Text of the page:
The shape of the blade, the dual opening mechanisms (which both work for me), and the clip are amazing. I really like the size of the knife, probably my favorite size knife. A Sebenza this size with just a flipper would be the perfect knife for me. Every single element of the design is a home run. And the blade:handle ratio is respectable .70.
Fit and Finish: 0
Just watch a few video reviews and you see--the fit and finish on this knife is poor. Mine has no fatal flaws, blade rubbing, blade stopping, missed locks, but everything is a bit out of whack. The blade is significantly off center. The grind, as I said above, is sloppy. The lock is not in the right place. And the upscale versions don't seem to have any better fit and finish, just nicer materials. If you can find one that has good everything, then you have landed a score, but Buck needs to work on this going forward. A great design is the hard part, grinding an edge should be the easy part for a knife company.
Retention Method: 2
Perfect deep carry clip. I am not a person that REQUIRES a deep carry clip. They make retrieving the knife a bit more difficult. But this clip is simply perfect. It is left/right positionable, but is tip up only. Also, has anyone noticed that it is the exact same design as the clip on the vastly more expensive (and overpriced) William Henry Kestrel? Take a peek at the Kestrel clip:
And the Buck clip:
Deployment Method: 2
The Vantage uses two methods: an oval thumb hole and a flipper. I think they could have gone with just one and I'd prefer a flipper, but both work. Neither is the best of their kind, but both work well. Some people with, um, more corpulent fingers may have a difficult time with the thumb hole, but my more slender fingers find it every time.
The flip makes a great finger guard. In a heavier use knife, like the large version, some jimping would be necessary, but in a knife this small it is no issue.
Given the size, lack of a hump, convex handle shape, and the clip, this is a wonderful carry. It melts into the pocket, hides well, and yet still can be retrieved easily. It can also fit in the coin pocket of your jeans but can make sitting a little pinchy. As a clipped on knife, this is a great pocket passenger.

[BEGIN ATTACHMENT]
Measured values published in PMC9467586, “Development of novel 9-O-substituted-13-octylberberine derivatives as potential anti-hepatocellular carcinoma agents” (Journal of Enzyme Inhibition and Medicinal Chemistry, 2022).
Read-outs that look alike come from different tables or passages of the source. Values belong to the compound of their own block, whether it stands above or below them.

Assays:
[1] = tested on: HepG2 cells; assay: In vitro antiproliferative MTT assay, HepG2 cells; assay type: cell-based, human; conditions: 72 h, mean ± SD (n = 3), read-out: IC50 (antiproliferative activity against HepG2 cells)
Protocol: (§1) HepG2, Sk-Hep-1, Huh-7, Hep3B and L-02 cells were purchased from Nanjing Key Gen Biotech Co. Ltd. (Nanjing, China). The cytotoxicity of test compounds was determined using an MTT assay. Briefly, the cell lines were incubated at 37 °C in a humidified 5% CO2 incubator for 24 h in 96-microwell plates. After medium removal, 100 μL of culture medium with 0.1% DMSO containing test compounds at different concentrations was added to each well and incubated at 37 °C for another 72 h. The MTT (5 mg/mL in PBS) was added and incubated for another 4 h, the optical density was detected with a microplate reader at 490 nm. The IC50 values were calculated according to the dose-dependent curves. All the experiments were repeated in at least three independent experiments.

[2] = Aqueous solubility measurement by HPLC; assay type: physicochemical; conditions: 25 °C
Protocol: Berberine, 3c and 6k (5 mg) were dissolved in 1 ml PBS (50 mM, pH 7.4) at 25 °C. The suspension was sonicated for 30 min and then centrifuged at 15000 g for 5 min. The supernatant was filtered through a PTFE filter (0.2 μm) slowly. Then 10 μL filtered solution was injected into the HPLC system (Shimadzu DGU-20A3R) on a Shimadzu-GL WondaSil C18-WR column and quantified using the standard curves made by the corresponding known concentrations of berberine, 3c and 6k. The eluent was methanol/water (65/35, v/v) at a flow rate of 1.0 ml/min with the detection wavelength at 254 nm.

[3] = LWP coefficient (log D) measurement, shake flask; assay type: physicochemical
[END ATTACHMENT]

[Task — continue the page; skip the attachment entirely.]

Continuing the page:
Overall Score: 14 out of 20
This is a cheap knife. Its design echoes something much more expensive, combining features from Tom Mayo customs with a clip from a William Henry. Ultimately though the fit and finish aren't where they should be and the knife suffers. The 420 HC steel is less than ideal, but if the fit and finish issues were under control, I could overlook it. In the end you can get a bum knife, or luck out and get a pretty good, cheap EDC knife. This is an excellent choice for someone starting to carry a pocket knife. If you like it you can upgrade with less guilt.
One Year Update:
I have the Vantage Select in my car, bundled with a Leatherman Serac S3. It has always worked and I really like the 420HC steel. It has proven over more than a year of use that it is actually not that bad. The fit and finish is still really awful. The blade centering has gotten worse over time, but the overall design is so nice. I am trying to get all of the design features of the Vantage in a nicer knife by sending a Small Vantage Pro off to TuffThumbz to get an upgrade on the scales and a touch up on fit and finish. Given the fact that the 420HC steel has actually proven better than I thought, I'd give this an upgraded score.
One Year Score: 15 out of 20.